At this Caleb stood for a moment, and then just began weeping. As he cried, Caleb steered his bicycle around the truck and lifted it into the back, and looked at me from the other side of the truck. He quickly came to embrace me with one of the biggest and most sincere hugs I have ever had from anyone with tears flowing down his face. He looked into my eyes and said, “Thank God for you, Aaron. I don’t care what you say, you are a great man. Every day, you smiled at me and showed me you cared and that’s all it took. Thank you so much.”

I really had no idea what in the world was going on. It seemed like all of a sudden, God was showing me what can happen when you take the time to be intentional in people’s lives, show them that they are valuable through something as simple as a smile, get to know them and their story a little bit, and then talk to them about how much Jesus values them. And I really tried to stress to them that it was totally not me that came into their lives and gave them motivation to change, but that all credit was due to God.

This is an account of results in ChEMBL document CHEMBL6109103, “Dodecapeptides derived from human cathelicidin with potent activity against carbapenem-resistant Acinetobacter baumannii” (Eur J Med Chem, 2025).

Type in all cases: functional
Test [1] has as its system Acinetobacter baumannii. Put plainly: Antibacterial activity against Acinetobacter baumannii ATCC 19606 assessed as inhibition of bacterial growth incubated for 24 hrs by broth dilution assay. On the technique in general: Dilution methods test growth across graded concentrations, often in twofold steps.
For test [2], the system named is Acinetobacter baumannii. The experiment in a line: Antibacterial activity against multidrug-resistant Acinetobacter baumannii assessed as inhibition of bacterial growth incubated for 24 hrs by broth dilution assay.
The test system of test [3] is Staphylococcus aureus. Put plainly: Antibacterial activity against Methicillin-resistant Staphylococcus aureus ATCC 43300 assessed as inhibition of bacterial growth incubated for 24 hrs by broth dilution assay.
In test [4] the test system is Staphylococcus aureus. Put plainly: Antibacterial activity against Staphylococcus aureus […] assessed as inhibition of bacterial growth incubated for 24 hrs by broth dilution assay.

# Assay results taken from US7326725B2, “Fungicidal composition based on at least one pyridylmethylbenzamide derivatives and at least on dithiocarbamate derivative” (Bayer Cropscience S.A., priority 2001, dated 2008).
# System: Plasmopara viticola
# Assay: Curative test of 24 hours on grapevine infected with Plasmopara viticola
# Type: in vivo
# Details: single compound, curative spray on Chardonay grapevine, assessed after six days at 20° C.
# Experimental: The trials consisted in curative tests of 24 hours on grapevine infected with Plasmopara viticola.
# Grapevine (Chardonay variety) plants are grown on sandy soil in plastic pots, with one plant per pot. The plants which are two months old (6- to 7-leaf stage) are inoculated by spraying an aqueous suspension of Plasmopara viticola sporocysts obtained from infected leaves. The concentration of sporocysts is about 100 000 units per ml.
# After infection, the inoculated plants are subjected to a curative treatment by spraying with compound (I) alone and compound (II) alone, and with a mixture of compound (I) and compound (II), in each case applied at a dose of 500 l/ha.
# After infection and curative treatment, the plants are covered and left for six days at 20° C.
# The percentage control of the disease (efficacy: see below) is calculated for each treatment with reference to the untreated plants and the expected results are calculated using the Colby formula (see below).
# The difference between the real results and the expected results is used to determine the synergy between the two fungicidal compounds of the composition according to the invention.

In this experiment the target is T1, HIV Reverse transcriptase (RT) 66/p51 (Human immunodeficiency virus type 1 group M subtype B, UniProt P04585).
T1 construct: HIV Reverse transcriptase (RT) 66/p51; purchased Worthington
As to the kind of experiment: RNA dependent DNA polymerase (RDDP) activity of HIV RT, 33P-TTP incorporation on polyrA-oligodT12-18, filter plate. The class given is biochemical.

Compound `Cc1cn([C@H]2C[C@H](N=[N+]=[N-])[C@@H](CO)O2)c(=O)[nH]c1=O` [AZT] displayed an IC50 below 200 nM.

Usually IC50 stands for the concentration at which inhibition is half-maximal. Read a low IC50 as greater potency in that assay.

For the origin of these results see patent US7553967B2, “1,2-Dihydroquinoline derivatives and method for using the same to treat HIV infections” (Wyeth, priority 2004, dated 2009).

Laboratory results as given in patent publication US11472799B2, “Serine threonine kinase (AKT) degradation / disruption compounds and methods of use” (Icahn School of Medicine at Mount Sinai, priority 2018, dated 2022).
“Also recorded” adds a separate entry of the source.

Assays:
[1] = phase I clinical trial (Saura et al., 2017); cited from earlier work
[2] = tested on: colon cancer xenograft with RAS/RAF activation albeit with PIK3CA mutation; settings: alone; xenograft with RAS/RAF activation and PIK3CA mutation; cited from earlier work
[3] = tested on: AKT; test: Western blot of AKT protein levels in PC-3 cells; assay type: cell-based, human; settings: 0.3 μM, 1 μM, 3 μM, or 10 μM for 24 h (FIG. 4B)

I couldn’t think of much to say back to Caleb because I was so overwhelmed. As we stood there hugging, I just told him, “See, I told you God hasn’t given up on you.” He wiped some tears from his cheek and turned toward the truck to climb in the passenger side door. I stood there waving as they drove away, watching them sail off to a new beginning.

God still performs miracles. He is moving in the lives of people at Jefferson Street Baptist Center. He’s moving in the lives of the homeless, the residents that live here, the volunteers, the full-time staff, and the HOPE team. The ministry here has provided a way for many people to come closer to knowing Jesus. It has opened doorways for members of the body of Christ to have the opportunity to come into contact with pain and suffering first-hand and to show those that are afflicted by society that there is still hope for them, that there is a Creator that cares for them.